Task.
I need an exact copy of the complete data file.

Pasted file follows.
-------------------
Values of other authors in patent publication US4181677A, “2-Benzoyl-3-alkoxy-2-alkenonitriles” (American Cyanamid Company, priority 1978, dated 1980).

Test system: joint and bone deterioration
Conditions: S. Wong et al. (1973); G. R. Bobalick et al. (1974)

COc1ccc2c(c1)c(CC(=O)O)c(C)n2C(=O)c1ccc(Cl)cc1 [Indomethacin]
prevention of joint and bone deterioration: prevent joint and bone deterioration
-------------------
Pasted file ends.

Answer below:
Values of other authors in patent publication US4181677A, “2-Benzoyl-3-alkoxy-2-alkenonitriles” (American Cyanamid Company, priority 1978, dated 1980).

Test system: joint and bone deterioration
Conditions: S. Wong et al. (1973); G. R. Bobalick et al. (1974)

COc1ccc2c(c1)c(CC(=O)O)c(C)n2C(=O)c1ccc(Cl)cc1 [Indomethacin]
prevention of joint and bone deterioration: prevent joint and bone deterioration